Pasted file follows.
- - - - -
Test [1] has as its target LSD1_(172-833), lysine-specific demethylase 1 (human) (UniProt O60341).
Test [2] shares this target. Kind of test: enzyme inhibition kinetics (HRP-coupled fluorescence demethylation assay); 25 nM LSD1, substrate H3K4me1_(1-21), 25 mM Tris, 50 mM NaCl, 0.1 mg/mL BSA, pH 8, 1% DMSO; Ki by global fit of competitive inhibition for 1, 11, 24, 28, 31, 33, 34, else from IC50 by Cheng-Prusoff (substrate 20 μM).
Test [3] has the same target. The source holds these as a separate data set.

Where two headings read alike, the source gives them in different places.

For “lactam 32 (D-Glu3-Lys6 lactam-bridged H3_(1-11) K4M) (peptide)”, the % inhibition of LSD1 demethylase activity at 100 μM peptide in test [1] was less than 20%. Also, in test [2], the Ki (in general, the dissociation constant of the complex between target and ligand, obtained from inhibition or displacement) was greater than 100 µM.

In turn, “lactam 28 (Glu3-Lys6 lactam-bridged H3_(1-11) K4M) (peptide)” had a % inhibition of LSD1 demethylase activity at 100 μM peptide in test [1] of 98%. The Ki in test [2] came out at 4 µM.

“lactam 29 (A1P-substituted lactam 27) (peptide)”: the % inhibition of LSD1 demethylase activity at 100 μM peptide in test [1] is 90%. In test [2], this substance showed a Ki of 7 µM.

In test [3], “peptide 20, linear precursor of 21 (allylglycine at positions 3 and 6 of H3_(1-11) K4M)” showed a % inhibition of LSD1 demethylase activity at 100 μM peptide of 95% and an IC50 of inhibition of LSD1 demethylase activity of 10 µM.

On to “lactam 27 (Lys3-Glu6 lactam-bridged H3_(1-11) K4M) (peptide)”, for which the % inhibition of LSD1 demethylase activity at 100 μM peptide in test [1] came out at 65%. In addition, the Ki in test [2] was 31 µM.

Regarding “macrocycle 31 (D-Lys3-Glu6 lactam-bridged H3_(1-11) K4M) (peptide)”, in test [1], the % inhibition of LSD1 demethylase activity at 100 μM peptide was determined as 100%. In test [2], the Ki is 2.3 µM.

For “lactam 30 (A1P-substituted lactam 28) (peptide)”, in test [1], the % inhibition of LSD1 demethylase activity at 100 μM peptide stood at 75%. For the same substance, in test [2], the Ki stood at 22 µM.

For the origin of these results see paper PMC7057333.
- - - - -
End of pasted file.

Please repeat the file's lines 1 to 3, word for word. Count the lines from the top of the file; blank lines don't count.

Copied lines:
Test [1] has as its target LSD1_(172-833), lysine-specific demethylase 1 (human) (UniProt O60341).
Test [2] shares this target. Kind of test: enzyme inhibition kinetics (HRP-coupled fluorescence demethylation assay); 25 nM LSD1, substrate H3K4me1_(1-21), 25 mM Tris, 50 mM NaCl, 0.1 mg/mL BSA, pH 8, 1% DMSO; Ki by global fit of competitive inhibition for 1, 11, 24, 28, 31, 33, 34, else from IC50 by Cheng-Prusoff (substrate 20 μM).
Test [3] has the same target. The source holds these as a separate data set.